Obama’s strategy for Syria: why it failed (and why it was never going to work)

Syria has long been a target of Neoconservative foreign policy. After the removal of Saddam Hussein from Iraq, Paul Wolfowitz, the leading Neocon ideologist, Deputy Defence Secretary under George Bush and an architect of the invasion of Iraq, said in 2003 that ”there will have to be a change in Syria”.1)Syria could be next, warns Washington, The Guardian.The problems during the occupation of Iraq and the radical change in the American public opinion towards the conflict forced the Bush administration and Neoconservative circles to shelve their plans.

Original plan and first problems
In 2011, Obama assembled a mighty coalition, including France, the UK, Israel, Turkey, Qatar, and Saudi Arabia to finally remove Assad and bring “regime” change to the Syrian people, confirming the line of of “liberal interventionism” of the Bush years as Robert Kagan, another prominent Neocon ideologist, defines it.

In August 2013, following an alleged use of chemical weapons by the Assad government against rebels, Obama finally found his pretext to justify the invasion of Syria, obtaining the authorization for the use of force from the US Senate.2)S.J.Res.21 – Authorization for the Use of Military Force Against the Government of Syria to Respond to Use of Chemical Weapons, Congress.govThe use of sarin by the Assad troops would later turn out to be a fabrication,3)The Red Line and the Rat Line, London Review of Books.much like Saddam’s never found weapons of mass destruction that the Bush Neocons had used as an excuse to justify the invasion of Iraq.The invasion of Syria, however, did not follow; while Obama struggled to obtain parliamentary approval which he eventually received, his key ally David Cameron, Prime Minister of the UK, failed to obtain the same approval from the British parliament,4)British Prime Minister David Cameron loses parliamentary vote on Syrian military strike, Washington Post.and Obama, with only France remaining on his side, was unable to form his own coalition. The popular outcry in the West against a military intervention brought about a strategical U-turn. Members of the new coalition were assigned different roles according to their capabilities: France, the UK and the US were tasked with providing the rebels with training and weapons; Israel and Turkey with logistics, Qatar and Saudi Arabia with funding, weapons supply and transfer of manpower from Salafist groups like the Al Qaeda affiliated Al Nusrah.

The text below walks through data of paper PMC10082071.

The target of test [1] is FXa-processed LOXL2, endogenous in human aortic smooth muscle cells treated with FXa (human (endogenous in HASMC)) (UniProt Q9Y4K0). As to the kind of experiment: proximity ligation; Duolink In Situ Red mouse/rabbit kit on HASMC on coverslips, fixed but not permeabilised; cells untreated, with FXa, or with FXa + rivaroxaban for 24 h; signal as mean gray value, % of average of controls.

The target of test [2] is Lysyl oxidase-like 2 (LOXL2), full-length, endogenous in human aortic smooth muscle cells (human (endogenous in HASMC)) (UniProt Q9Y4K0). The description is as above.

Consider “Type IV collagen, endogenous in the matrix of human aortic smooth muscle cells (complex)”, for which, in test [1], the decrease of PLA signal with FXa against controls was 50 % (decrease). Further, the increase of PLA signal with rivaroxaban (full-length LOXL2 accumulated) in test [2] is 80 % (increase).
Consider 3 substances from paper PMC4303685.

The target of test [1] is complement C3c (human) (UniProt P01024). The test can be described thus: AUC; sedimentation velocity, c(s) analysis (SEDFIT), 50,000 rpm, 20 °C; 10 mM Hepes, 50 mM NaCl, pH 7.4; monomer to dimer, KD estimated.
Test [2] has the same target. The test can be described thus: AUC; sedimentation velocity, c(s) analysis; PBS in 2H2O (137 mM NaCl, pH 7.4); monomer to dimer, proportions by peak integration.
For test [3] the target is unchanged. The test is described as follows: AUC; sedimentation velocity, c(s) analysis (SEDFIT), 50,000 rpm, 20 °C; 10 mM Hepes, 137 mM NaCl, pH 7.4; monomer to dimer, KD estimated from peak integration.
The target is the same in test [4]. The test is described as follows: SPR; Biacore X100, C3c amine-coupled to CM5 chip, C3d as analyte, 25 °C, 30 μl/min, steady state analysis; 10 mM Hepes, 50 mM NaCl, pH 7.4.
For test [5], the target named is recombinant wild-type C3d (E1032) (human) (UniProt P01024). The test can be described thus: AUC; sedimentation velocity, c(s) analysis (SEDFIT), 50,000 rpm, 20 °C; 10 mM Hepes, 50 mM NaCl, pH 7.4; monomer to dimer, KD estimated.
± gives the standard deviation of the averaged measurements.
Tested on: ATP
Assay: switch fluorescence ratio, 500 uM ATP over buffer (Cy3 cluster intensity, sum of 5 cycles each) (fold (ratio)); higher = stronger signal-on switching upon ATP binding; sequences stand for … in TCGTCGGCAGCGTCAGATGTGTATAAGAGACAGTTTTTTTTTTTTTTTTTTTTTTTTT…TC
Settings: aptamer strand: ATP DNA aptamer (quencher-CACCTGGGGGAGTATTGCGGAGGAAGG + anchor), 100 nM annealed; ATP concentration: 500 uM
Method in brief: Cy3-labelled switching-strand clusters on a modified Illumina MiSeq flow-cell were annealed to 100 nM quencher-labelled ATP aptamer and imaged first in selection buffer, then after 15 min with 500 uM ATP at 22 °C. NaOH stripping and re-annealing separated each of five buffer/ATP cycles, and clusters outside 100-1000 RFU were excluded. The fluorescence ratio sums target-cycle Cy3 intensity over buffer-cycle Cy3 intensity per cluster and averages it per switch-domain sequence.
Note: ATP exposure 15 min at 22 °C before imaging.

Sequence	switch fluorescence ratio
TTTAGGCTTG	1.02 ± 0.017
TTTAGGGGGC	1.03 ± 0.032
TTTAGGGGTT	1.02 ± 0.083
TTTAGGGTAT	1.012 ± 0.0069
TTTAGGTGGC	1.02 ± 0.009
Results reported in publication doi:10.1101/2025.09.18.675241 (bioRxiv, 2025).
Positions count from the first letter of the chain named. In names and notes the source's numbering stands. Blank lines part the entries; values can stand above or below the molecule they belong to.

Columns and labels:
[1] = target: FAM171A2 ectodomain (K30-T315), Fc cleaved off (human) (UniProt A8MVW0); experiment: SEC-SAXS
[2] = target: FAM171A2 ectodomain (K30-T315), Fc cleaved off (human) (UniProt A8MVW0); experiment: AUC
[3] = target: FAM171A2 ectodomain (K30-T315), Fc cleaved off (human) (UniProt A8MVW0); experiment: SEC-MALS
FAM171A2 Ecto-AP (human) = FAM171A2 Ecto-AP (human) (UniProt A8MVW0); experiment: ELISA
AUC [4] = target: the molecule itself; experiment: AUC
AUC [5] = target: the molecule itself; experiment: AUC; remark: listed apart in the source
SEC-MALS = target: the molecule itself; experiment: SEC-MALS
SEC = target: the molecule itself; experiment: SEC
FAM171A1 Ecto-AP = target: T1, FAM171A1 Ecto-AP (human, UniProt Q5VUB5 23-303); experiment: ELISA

Common goal: removal of Assad
All the members of the Obama coalition had their own reasons to see the Syrian President gone.

  • Saudi Arabia, Qatar and Turkey would gladly have seen him replaced with a Sunni leader (Assad being an Alawite Shia), which would have allowed for the creation of a pipeline from Qatar to Europe (through Saudi Arabia, Syria and Qatar, see map), an enormous economic benefit for the Gulf countries, instead of an Iranian-European pipeline that would exclude them from the route and benefit their Shia enemies in the historical Islamic split.
  • Israel would have preferred chaos in the region, including Syria, in order to weaken Iran and Hezbollah, both Shiite like Assad.
  • The US leadership and its subordinates within NATO, France and the UK, would rather have seen the European dependence on Russian oil diminished, which is why they were looking forward to the creation of a pipeline from Qatar.
  • The French and British elites were hoping for a tight bond with Qatar due to the massive investment by Qatari royals in the two European countries,5)Qatar investments in France stands at $22bn, says French minister, Gulf Times.6)Qatar one of London’s biggest landlords as portfolio expands, The New Arab.including football teams Manchester City and Paris Saint Germain.